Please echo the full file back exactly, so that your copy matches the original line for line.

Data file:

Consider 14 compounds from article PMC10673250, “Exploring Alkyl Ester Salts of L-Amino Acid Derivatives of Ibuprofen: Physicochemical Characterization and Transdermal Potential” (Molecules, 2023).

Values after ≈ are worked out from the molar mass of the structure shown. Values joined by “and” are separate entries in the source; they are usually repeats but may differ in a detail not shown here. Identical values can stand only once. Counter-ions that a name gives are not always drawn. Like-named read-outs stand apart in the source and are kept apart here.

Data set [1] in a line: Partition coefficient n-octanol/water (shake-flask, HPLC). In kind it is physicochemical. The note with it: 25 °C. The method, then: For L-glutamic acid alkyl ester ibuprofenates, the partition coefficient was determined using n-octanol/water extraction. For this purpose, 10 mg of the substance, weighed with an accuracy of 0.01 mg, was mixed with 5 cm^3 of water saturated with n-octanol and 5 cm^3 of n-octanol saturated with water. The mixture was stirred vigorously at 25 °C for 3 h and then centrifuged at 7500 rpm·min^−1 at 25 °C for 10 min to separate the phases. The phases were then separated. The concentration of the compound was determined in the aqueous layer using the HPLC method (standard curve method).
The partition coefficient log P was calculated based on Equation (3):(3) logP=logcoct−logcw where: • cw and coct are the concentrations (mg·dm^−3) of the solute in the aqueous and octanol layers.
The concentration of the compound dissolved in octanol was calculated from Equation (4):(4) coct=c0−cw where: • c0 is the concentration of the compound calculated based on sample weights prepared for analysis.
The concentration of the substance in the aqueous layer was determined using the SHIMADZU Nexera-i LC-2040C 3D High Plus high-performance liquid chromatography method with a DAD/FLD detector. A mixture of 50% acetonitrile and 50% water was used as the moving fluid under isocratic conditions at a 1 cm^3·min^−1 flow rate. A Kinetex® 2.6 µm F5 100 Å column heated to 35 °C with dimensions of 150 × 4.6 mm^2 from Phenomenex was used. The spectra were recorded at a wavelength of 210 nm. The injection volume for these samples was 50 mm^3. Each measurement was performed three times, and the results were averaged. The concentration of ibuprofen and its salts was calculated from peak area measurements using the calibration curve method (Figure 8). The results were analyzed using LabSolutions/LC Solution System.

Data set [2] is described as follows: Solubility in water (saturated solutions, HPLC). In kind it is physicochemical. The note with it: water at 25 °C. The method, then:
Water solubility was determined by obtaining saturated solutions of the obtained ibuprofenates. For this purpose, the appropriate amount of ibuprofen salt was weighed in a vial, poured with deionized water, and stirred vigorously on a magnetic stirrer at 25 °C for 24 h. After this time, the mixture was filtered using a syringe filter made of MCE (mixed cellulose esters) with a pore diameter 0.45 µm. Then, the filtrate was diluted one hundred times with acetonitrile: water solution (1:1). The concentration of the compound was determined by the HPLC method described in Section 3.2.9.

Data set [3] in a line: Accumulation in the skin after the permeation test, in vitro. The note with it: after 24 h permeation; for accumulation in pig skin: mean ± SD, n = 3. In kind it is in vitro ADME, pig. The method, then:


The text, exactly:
Consider 14 compounds from article PMC10673250, “Exploring Alkyl Ester Salts of L-Amino Acid Derivatives of Ibuprofen: Physicochemical Characterization and Transdermal Potential” (Molecules, 2023).

Values after ≈ are worked out from the molar mass of the structure shown. Values joined by “and” are separate entries in the source; they are usually repeats but may differ in a detail not shown here. Identical values can stand only once. Counter-ions that a name gives are not always drawn. Like-named read-outs stand apart in the source and are kept apart here.

Data set [1] in a line: Partition coefficient n-octanol/water (shake-flask, HPLC). In kind it is physicochemical. The note with it: 25 °C. The method, then: For L-glutamic acid alkyl ester ibuprofenates, the partition coefficient was determined using n-octanol/water extraction. For this purpose, 10 mg of the substance, weighed with an accuracy of 0.01 mg, was mixed with 5 cm^3 of water saturated with n-octanol and 5 cm^3 of n-octanol saturated with water. The mixture was stirred vigorously at 25 °C for 3 h and then centrifuged at 7500 rpm·min^−1 at 25 °C for 10 min to separate the phases. The phases were then separated. The concentration of the compound was determined in the aqueous layer using the HPLC method (standard curve method).
The partition coefficient log P was calculated based on Equation (3):(3) logP=logcoct−logcw where: • cw and coct are the concentrations (mg·dm^−3) of the solute in the aqueous and octanol layers.
The concentration of the compound dissolved in octanol was calculated from Equation (4):(4) coct=c0−cw where: • c0 is the concentration of the compound calculated based on sample weights prepared for analysis.
The concentration of the substance in the aqueous layer was determined using the SHIMADZU Nexera-i LC-2040C 3D High Plus high-performance liquid chromatography method with a DAD/FLD detector. A mixture of 50% acetonitrile and 50% water was used as the moving fluid under isocratic conditions at a 1 cm^3·min^−1 flow rate. A Kinetex® 2.6 µm F5 100 Å column heated to 35 °C with dimensions of 150 × 4.6 mm^2 from Phenomenex was used. The spectra were recorded at a wavelength of 210 nm. The injection volume for these samples was 50 mm^3. Each measurement was performed three times, and the results were averaged. The concentration of ibuprofen and its salts was calculated from peak area measurements using the calibration curve method (Figure 8). The results were analyzed using LabSolutions/LC Solution System.

Data set [2] is described as follows: Solubility in water (saturated solutions, HPLC). In kind it is physicochemical. The note with it: water at 25 °C. The method, then:
Water solubility was determined by obtaining saturated solutions of the obtained ibuprofenates. For this purpose, the appropriate amount of ibuprofen salt was weighed in a vial, poured with deionized water, and stirred vigorously on a magnetic stirrer at 25 °C for 24 h. After this time, the mixture was filtered using a syringe filter made of MCE (mixed cellulose esters) with a pore diameter 0.45 µm. Then, the filtrate was diluted one hundred times with acetonitrile: water solution (1:1). The concentration of the compound was determined by the HPLC method described in Section 3.2.9.

Data set [3] in a line: Accumulation in the skin after the permeation test, in vitro. The note with it: after 24 h permeation; for accumulation in pig skin: mean ± SD, n = 3. In kind it is in vitro ADME, pig. The method, then: